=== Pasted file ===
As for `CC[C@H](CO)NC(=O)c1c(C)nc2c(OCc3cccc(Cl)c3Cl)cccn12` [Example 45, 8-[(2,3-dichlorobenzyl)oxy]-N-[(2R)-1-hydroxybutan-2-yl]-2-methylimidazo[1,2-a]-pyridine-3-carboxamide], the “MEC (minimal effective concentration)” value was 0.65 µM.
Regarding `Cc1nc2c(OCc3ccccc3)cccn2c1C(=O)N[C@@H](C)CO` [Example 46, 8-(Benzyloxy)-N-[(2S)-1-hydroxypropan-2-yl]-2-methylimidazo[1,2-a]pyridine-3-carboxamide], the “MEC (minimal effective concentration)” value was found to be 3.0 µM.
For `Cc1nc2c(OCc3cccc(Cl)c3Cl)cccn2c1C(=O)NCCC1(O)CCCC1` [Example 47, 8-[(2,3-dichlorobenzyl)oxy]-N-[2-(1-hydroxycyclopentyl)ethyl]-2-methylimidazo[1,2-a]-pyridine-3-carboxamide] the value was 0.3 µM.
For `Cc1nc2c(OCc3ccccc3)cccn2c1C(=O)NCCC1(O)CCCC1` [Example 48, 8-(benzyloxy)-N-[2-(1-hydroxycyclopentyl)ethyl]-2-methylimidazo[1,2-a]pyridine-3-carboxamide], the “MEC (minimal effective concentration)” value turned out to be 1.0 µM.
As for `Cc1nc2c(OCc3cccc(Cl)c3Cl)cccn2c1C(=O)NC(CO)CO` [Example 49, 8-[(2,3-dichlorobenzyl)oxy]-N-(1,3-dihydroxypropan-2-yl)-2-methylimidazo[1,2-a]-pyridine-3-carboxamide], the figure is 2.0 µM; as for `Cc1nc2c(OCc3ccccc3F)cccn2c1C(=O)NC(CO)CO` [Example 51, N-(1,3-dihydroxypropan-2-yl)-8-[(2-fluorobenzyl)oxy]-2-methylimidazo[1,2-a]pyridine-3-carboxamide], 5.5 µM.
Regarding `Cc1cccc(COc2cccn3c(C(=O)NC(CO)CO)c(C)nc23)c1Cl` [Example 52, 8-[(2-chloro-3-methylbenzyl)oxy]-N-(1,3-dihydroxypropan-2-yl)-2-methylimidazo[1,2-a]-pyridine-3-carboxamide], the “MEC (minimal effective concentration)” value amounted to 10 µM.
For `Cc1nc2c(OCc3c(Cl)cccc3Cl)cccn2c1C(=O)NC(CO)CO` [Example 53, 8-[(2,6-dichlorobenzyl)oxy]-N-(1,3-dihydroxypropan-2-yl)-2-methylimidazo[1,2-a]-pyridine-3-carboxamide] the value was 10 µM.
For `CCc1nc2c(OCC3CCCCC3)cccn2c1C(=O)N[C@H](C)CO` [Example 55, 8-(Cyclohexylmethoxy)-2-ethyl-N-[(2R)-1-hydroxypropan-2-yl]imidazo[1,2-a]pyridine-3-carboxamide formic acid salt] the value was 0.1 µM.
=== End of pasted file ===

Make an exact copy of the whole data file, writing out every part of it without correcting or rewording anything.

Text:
As for `CC[C@H](CO)NC(=O)c1c(C)nc2c(OCc3cccc(Cl)c3Cl)cccn12` [Example 45, 8-[(2,3-dichlorobenzyl)oxy]-N-[(2R)-1-hydroxybutan-2-yl]-2-methylimidazo[1,2-a]-pyridine-3-carboxamide], the “MEC (minimal effective concentration)” value was 0.65 µM.
Regarding `Cc1nc2c(OCc3ccccc3)cccn2c1C(=O)N[C@@H](C)CO` [Example 46, 8-(Benzyloxy)-N-[(2S)-1-hydroxypropan-2-yl]-2-methylimidazo[1,2-a]pyridine-3-carboxamide], the “MEC (minimal effective concentration)” value was found to be 3.0 µM.
For `Cc1nc2c(OCc3cccc(Cl)c3Cl)cccn2c1C(=O)NCCC1(O)CCCC1` [Example 47, 8-[(2,3-dichlorobenzyl)oxy]-N-[2-(1-hydroxycyclopentyl)ethyl]-2-methylimidazo[1,2-a]-pyridine-3-carboxamide] the value was 0.3 µM.
For `Cc1nc2c(OCc3ccccc3)cccn2c1C(=O)NCCC1(O)CCCC1` [Example 48, 8-(benzyloxy)-N-[2-(1-hydroxycyclopentyl)ethyl]-2-methylimidazo[1,2-a]pyridine-3-carboxamide], the “MEC (minimal effective concentration)” value turned out to be 1.0 µM.
As for `Cc1nc2c(OCc3cccc(Cl)c3Cl)cccn2c1C(=O)NC(CO)CO` [Example 49, 8-[(2,3-dichlorobenzyl)oxy]-N-(1,3-dihydroxypropan-2-yl)-2-methylimidazo[1,2-a]-pyridine-3-carboxamide], the figure is 2.0 µM; as for `Cc1nc2c(OCc3ccccc3F)cccn2c1C(=O)NC(CO)CO` [Example 51, N-(1,3-dihydroxypropan-2-yl)-8-[(2-fluorobenzyl)oxy]-2-methylimidazo[1,2-a]pyridine-3-carboxamide], 5.5 µM.
Regarding `Cc1cccc(COc2cccn3c(C(=O)NC(CO)CO)c(C)nc23)c1Cl` [Example 52, 8-[(2-chloro-3-methylbenzyl)oxy]-N-(1,3-dihydroxypropan-2-yl)-2-methylimidazo[1,2-a]-pyridine-3-carboxamide], the “MEC (minimal effective concentration)” value amounted to 10 µM.
For `Cc1nc2c(OCc3c(Cl)cccc3Cl)cccn2c1C(=O)NC(CO)CO` [Example 53, 8-[(2,6-dichlorobenzyl)oxy]-N-(1,3-dihydroxypropan-2-yl)-2-methylimidazo[1,2-a]-pyridine-3-carboxamide] the value was 10 µM.
For `CCc1nc2c(OCC3CCCCC3)cccn2c1C(=O)N[C@H](C)CO` [Example 55, 8-(Cyclohexylmethoxy)-2-ethyl-N-[(2R)-1-hydroxypropan-2-yl]imidazo[1,2-a]pyridine-3-carboxamide formic acid salt] the value was 0.1 µM.